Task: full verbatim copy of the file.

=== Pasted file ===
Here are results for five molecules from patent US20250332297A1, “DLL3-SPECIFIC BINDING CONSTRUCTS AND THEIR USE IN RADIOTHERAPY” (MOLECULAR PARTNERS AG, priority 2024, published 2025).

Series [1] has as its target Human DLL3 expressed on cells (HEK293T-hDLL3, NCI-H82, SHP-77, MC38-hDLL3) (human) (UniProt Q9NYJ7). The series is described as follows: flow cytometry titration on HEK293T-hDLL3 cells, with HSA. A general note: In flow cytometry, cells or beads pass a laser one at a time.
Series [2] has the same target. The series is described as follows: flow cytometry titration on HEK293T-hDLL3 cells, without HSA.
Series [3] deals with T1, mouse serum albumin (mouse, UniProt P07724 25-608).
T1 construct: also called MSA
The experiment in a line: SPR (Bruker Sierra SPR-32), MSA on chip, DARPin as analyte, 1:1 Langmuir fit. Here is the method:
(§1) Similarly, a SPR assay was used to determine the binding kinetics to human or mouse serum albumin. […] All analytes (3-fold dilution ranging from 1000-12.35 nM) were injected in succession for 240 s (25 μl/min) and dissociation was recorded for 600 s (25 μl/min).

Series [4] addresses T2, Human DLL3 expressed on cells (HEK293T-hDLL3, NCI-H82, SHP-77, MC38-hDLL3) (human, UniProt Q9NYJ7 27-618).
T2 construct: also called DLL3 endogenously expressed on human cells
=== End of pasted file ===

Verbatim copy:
Here are results for five molecules from patent US20250332297A1, “DLL3-SPECIFIC BINDING CONSTRUCTS AND THEIR USE IN RADIOTHERAPY” (MOLECULAR PARTNERS AG, priority 2024, published 2025).

Series [1] has as its target Human DLL3 expressed on cells (HEK293T-hDLL3, NCI-H82, SHP-77, MC38-hDLL3) (human) (UniProt Q9NYJ7). The series is described as follows: flow cytometry titration on HEK293T-hDLL3 cells, with HSA. A general note: In flow cytometry, cells or beads pass a laser one at a time.
Series [2] has the same target. The series is described as follows: flow cytometry titration on HEK293T-hDLL3 cells, without HSA.
Series [3] deals with T1, mouse serum albumin (mouse, UniProt P07724 25-608).
T1 construct: also called MSA
The experiment in a line: SPR (Bruker Sierra SPR-32), MSA on chip, DARPin as analyte, 1:1 Langmuir fit. Here is the method:
(§1) Similarly, a SPR assay was used to determine the binding kinetics to human or mouse serum albumin. […] All analytes (3-fold dilution ranging from 1000-12.35 nM) were injected in succession for 240 s (25 μl/min) and dissociation was recorded for 600 s (25 μl/min).

Series [4] addresses T2, Human DLL3 expressed on cells (HEK293T-hDLL3, NCI-H82, SHP-77, MC38-hDLL3) (human, UniProt Q9NYJ7 27-618).
T2 construct: also called DLL3 endogenously expressed on human cells